Although not all scorpions are considered deadly venomous (except to insects, their main source of food), you shouldn't take a scorpion sting lightly. The venom of a scorpion contains digestive enzymes, which can cause extreme pain. The venom of one particular scorpion, Centruroides exilicauda, contains digestive enzymes as well as venom toxic to the nervous system. This species of scorpion is usually found in the southwestern United States. Fortunately, stings by this scorpion are rare.
Even so, you should be aware of the danger, both inside and outside your home – in certain parts of the United States scorpions are quite common.
The effect of the sting often varies with the size of your pet. If prompt veterinary treatment is not administered, pets bitten by this scorpion may not survive.
What to Watch For
Diagnosis is based on exposure to the venomous scorpion. The stinger may still be present in the skin. There are no blood tests available to test positively for scorpion venom. Without a known exposure to scorpions, the animal may be erroneously diagnosed with toxic insecticide exposure or epilepsy.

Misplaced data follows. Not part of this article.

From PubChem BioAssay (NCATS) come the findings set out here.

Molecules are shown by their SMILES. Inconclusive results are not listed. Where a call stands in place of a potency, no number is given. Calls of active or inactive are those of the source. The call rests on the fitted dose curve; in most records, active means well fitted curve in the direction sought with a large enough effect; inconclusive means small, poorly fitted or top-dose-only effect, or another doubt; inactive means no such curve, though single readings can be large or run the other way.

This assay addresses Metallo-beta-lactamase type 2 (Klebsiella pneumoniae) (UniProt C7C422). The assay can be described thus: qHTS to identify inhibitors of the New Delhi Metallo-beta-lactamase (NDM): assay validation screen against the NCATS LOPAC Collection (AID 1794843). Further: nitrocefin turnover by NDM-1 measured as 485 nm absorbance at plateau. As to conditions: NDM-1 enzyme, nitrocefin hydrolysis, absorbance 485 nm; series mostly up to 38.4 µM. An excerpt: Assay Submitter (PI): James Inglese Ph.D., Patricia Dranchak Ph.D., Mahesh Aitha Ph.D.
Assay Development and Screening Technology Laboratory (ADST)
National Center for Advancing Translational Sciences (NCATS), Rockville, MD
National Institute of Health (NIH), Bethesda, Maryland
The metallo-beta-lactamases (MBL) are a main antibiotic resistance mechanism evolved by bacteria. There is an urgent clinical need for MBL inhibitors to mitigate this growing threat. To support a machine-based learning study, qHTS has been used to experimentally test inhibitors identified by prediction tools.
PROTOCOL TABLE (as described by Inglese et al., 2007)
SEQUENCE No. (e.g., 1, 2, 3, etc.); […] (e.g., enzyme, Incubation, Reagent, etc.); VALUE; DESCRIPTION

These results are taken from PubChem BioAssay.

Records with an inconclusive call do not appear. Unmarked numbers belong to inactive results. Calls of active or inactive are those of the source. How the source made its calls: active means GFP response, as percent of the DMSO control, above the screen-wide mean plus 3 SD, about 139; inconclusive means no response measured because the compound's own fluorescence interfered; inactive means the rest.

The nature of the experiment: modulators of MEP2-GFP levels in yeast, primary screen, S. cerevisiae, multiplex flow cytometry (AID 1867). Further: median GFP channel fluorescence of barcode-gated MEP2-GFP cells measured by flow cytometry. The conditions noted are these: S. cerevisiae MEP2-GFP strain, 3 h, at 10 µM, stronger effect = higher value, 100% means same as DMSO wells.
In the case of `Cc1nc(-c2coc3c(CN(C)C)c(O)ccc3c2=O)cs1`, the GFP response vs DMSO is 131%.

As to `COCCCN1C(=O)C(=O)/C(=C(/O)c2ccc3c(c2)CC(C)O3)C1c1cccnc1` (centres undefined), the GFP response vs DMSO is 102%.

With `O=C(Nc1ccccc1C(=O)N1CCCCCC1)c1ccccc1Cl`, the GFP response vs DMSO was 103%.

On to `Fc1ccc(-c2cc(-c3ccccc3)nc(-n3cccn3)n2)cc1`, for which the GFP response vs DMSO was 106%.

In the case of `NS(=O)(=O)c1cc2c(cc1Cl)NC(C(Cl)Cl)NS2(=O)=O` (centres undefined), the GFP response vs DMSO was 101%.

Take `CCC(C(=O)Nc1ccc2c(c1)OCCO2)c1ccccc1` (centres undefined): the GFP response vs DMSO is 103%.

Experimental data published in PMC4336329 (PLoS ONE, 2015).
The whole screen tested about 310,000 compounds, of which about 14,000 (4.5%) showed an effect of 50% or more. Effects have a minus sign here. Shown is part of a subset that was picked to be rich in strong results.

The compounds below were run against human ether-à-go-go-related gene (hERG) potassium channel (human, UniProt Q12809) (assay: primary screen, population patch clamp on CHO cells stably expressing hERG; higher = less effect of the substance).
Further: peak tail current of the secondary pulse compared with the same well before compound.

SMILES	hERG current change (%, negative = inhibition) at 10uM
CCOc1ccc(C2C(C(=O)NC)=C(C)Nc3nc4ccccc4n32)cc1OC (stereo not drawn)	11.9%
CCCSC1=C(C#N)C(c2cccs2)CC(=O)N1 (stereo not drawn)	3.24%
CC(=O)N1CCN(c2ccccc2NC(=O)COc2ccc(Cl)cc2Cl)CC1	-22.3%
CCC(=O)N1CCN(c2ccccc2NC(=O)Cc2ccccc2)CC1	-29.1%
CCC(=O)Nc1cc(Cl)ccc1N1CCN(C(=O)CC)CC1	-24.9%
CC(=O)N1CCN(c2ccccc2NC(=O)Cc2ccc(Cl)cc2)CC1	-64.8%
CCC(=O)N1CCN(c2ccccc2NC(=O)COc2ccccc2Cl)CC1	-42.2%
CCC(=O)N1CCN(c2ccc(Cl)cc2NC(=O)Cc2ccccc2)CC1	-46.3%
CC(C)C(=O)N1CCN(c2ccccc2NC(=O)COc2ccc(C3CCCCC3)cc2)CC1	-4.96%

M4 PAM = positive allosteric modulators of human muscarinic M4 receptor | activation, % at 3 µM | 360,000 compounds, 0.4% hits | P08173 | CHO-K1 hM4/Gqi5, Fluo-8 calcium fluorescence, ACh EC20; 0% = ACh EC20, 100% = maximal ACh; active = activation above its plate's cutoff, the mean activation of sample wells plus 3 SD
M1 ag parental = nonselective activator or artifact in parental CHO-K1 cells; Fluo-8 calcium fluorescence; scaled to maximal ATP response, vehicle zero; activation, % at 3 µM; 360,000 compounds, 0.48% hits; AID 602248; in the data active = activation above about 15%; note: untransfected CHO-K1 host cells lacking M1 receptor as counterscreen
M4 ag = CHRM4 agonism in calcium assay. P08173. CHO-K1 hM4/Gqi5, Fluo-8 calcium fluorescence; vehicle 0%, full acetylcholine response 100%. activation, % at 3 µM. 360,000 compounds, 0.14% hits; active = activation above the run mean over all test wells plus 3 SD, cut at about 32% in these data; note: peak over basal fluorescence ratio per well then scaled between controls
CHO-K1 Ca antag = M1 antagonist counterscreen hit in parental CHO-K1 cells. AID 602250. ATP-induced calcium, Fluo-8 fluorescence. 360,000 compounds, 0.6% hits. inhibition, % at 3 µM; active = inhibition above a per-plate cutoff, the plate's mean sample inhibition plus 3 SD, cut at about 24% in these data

There is no home care for venomous scorpion bites. Careful removal of the stinger can help but prompt veterinary care is strongly recommended.
There are antidotes to scorpion venom but their use in animals is not recommended. Most animals respond well to supportive treatment, which is aimed at supporting the animal with intravenous fluids and pain relief. The stinger, if present, should be carefully removed.
Additional more aggressive treatments may be necessary if signs of toxicity worsen. Methocarbamol may be used to reduce muscle tremors. Seizure activity may require diazepam or phenobarbital.
Keep your cat indoors, although these scorpions have been found in the house. Despite your efforts, it may not be possible to prevent exposure.